The Student News Site of DePaul University

The DePaulia

The Student News Site of DePaul University

The DePaulia

The Student News Site of DePaul University

The DePaulia

Students may now choose preferred name and gender on campus systems

(Michelle Krichevskaya / The DePaulia)
(Michelle Krichevskaya / The DePaulia)

For Jordan Jedry, a new quarter didn’t just mean new classes, but a conversation about gender. Jedry, who does not identify as male or female, needed to make sure professors were aware of their preference for neutral pronouns – even though that wasn’t reflected on the class roster.

“I found that was a conversation I needed to have with every single professor I had since I became openly non-binary,” Jedry said. “Even after I had those conversations, it was disheartening that it wasn’t respected in every university setting that my records made reference to. It was showing something that was incorrect.”

But this week, that changed. Jedry and all DePaul students are now able to designate their preferred identity thanks to a new policy aimed largely at improving inclusion for those who are gender nonconforming.

Originally proposed last fall, the policy allows students to choose the first name and gender through Campus Connect. The change will then be reflected in class rosters, D2L and directory information, in addition to official transcripts and diplomas.

“The Preferred Name and Gender Policy is one piece of the puzzle of best practices around trans inclusion,” LGBTQA Student Services Coordinator Katy Weseman said.  

Along with Senior Director of Records and Technology Michael Wright, Weseman spearheaded the process after recognizing a need for the policy when she was hired as DePaul’s first full-time LGBTQA student services coordinator in 2012. After it was proposed, the policy was passed Joint Council, composed of DePaul President Rev. Dennis Holtschneider, C.M., and other executive leadership.  

Within the first few minutes of its implementation, Weseman said about 60 students had already opted-in.

“It’s clear that this is a need or resource a lot of students have really been craving,” she said.

Though the university now recognizes that “that any student may choose to identify within the University community with a preferred first name that differs from their legal name,” it also comes with several guidelines. Preferred names may not be inappropriate or misrepresent a student for illegal purposes. Names may not contain numbers and symbols, and students can only change in their name three times per academic year.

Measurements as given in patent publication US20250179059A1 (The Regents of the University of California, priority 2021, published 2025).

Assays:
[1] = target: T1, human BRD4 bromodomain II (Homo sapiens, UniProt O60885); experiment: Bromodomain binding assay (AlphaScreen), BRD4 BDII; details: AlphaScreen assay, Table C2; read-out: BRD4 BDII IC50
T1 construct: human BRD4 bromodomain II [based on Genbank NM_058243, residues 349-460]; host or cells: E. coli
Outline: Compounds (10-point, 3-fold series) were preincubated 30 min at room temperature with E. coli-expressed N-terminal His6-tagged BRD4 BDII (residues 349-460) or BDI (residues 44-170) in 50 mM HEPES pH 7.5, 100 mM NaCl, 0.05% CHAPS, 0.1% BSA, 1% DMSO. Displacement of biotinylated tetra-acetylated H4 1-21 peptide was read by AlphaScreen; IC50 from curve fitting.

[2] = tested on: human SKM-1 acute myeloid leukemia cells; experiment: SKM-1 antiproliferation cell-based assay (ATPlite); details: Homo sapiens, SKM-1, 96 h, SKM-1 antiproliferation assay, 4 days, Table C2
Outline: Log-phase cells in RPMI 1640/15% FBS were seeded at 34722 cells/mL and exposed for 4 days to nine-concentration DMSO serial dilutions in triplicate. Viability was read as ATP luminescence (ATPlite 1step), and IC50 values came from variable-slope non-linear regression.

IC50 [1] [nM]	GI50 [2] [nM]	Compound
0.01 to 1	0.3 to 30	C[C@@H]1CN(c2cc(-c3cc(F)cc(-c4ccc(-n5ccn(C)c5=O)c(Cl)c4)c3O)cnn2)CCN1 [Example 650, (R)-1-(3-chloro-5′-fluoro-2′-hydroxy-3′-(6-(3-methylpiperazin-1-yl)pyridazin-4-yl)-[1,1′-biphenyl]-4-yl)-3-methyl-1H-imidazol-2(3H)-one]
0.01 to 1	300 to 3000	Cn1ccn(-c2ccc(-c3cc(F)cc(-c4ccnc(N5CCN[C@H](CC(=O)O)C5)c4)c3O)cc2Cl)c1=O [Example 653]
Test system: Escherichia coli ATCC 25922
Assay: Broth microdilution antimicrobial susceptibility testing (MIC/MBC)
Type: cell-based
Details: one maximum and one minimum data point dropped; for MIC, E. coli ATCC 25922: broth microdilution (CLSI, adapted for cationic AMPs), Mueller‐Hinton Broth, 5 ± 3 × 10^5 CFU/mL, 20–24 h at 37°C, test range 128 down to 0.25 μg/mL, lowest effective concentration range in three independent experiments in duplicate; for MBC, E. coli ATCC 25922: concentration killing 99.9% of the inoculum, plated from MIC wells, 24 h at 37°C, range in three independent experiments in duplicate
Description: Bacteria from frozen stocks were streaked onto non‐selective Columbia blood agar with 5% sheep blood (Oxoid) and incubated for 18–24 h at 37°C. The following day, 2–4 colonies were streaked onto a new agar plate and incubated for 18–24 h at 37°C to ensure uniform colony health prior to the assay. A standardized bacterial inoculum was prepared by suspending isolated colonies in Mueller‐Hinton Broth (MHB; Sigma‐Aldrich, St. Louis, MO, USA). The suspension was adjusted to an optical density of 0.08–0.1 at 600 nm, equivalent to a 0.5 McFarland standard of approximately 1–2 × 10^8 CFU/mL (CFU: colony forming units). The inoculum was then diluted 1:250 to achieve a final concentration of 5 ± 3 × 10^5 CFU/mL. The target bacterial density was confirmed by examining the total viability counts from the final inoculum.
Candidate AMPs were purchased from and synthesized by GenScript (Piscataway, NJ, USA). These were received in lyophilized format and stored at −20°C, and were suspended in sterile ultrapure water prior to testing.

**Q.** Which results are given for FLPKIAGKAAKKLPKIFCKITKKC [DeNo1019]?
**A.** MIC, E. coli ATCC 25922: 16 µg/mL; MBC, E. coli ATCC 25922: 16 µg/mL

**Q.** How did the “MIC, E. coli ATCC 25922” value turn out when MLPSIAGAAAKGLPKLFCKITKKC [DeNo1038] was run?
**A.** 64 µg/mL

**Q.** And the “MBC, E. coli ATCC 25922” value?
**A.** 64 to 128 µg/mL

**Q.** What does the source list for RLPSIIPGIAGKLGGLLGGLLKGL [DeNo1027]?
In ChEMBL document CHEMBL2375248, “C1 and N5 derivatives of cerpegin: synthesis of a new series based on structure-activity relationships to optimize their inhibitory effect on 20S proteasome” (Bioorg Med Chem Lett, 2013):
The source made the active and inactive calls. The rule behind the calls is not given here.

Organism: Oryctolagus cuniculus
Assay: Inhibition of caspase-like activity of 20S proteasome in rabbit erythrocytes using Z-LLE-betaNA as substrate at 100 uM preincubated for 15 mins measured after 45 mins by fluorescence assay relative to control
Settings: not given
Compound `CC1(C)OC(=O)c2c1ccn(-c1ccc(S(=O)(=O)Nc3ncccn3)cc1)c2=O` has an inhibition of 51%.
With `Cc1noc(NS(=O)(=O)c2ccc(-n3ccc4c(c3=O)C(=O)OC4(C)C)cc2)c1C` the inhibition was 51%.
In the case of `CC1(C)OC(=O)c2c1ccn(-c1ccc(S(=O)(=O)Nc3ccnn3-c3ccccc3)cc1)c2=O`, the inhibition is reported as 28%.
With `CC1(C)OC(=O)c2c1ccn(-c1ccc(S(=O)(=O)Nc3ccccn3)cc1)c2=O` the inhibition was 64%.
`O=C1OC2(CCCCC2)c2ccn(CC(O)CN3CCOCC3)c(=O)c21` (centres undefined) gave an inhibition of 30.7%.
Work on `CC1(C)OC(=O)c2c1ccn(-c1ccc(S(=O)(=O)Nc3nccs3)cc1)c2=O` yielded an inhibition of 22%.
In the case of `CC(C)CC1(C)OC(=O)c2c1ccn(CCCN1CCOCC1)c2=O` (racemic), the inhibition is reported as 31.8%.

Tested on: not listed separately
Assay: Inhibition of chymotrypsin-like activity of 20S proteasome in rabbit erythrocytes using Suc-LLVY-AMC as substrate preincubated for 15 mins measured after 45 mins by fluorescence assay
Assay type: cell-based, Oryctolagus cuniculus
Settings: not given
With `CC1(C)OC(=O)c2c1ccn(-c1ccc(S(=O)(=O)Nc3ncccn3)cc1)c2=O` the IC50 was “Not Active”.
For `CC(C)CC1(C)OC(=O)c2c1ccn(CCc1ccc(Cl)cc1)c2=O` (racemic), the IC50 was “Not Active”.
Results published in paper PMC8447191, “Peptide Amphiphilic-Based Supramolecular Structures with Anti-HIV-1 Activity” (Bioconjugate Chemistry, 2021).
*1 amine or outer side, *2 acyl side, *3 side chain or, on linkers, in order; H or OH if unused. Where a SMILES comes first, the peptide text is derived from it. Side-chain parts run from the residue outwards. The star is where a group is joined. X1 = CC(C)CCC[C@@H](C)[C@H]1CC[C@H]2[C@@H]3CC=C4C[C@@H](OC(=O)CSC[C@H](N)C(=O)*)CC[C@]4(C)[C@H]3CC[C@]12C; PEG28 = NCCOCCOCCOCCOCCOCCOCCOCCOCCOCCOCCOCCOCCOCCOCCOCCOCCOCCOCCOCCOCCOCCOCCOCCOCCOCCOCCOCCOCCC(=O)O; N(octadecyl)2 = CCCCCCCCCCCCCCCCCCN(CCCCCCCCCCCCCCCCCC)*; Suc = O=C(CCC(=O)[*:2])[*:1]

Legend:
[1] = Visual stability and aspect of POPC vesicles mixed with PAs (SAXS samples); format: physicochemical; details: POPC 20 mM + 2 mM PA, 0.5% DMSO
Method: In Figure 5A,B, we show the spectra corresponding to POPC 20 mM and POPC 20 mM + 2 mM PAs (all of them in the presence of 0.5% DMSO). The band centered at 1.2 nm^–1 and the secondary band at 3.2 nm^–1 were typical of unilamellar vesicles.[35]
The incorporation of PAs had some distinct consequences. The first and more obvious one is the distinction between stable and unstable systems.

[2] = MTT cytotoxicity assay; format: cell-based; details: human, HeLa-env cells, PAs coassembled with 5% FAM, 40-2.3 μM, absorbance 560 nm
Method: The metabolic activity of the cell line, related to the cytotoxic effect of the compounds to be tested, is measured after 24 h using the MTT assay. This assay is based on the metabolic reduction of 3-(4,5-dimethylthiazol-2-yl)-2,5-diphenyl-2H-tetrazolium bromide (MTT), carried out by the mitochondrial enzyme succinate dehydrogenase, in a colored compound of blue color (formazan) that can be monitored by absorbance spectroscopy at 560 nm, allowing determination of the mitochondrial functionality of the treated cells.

Like Jedry, students can also specify their gender as “unspecified,” in addition to “male” or “female.” However, Housing Services and swipe restrooms cannot accept an unspecified gender selection.  

This lack of access for those who identify as neither male nor female is something that still needs to be pursued, said Patrick Pfohl, Student Government Association executive vice president for student affairs and Act Out vice president.

“It’s something that’s important. Using a restroom is something that every human should basic have access to,” Pfohl said. “If they’re being barred – especially in the Loop where a lot of the bathrooms are swipe access – that’s poses a problem and is definitely something we need to have more conversation about.”

Weseman, too, acknowledged that while the preferred name and gender policy is a strong step toward inclusiveness, there’s always more to be done.

“We could always have more gender-inclusive restrooms, which is a huge thing, and something we could certainly be better at,” she said. “We don’t really offer gender-inclusive housing here; it’s a case-by-case scenario for students who identify as trans or non-binary.”

But Pfohl said he has seen a positive response, both from SGA and Act Out, and was excited about the steps the university has taken. Weseman also said that another byproduct of this policy is that it could raise awareness for the everyday issues facing those who might not recognize it as an issue.

“I think that what this does also is raise awareness in the minds of folks who maybe haven’t really thought about this as an issue,” she said. “If you go by the name that you were given, you’re never confronted with this as an issue for you personally.”

For Jedry, it means the conversation will be a little easier.

“This is a very good first step toward visibility for non-binary people at DePaul,” Jedry said. “This is a testament to how far we’ve come, both as a university and as a community.”


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